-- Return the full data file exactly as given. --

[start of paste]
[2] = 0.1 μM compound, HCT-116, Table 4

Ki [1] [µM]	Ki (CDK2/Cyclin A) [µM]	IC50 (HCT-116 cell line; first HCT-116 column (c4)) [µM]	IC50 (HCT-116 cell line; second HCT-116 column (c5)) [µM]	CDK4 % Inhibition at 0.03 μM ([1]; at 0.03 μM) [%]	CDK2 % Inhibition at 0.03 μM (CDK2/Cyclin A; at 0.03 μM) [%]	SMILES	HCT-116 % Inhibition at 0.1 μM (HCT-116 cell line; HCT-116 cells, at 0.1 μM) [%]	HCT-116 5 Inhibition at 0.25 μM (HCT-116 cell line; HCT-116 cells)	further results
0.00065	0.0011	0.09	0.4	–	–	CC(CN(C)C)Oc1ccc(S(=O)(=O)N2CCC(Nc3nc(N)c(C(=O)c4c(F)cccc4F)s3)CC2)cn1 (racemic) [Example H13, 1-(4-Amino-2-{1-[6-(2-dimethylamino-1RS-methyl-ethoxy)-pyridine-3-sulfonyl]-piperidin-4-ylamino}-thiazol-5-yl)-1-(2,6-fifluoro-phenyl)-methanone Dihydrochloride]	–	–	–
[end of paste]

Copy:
[2] = 0.1 μM compound, HCT-116, Table 4

Ki [1] [µM]	Ki (CDK2/Cyclin A) [µM]	IC50 (HCT-116 cell line; first HCT-116 column (c4)) [µM]	IC50 (HCT-116 cell line; second HCT-116 column (c5)) [µM]	CDK4 % Inhibition at 0.03 μM ([1]; at 0.03 μM) [%]	CDK2 % Inhibition at 0.03 μM (CDK2/Cyclin A; at 0.03 μM) [%]	SMILES	HCT-116 % Inhibition at 0.1 μM (HCT-116 cell line; HCT-116 cells, at 0.1 μM) [%]	HCT-116 5 Inhibition at 0.25 μM (HCT-116 cell line; HCT-116 cells)	further results
0.00065	0.0011	0.09	0.4	–	–	CC(CN(C)C)Oc1ccc(S(=O)(=O)N2CCC(Nc3nc(N)c(C(=O)c4c(F)cccc4F)s3)CC2)cn1 (racemic) [Example H13, 1-(4-Amino-2-{1-[6-(2-dimethylamino-1RS-methyl-ethoxy)-pyridine-3-sulfonyl]-piperidin-4-ylamino}-thiazol-5-yl)-1-(2,6-fifluoro-phenyl)-methanone Dihydrochloride]	–	–	–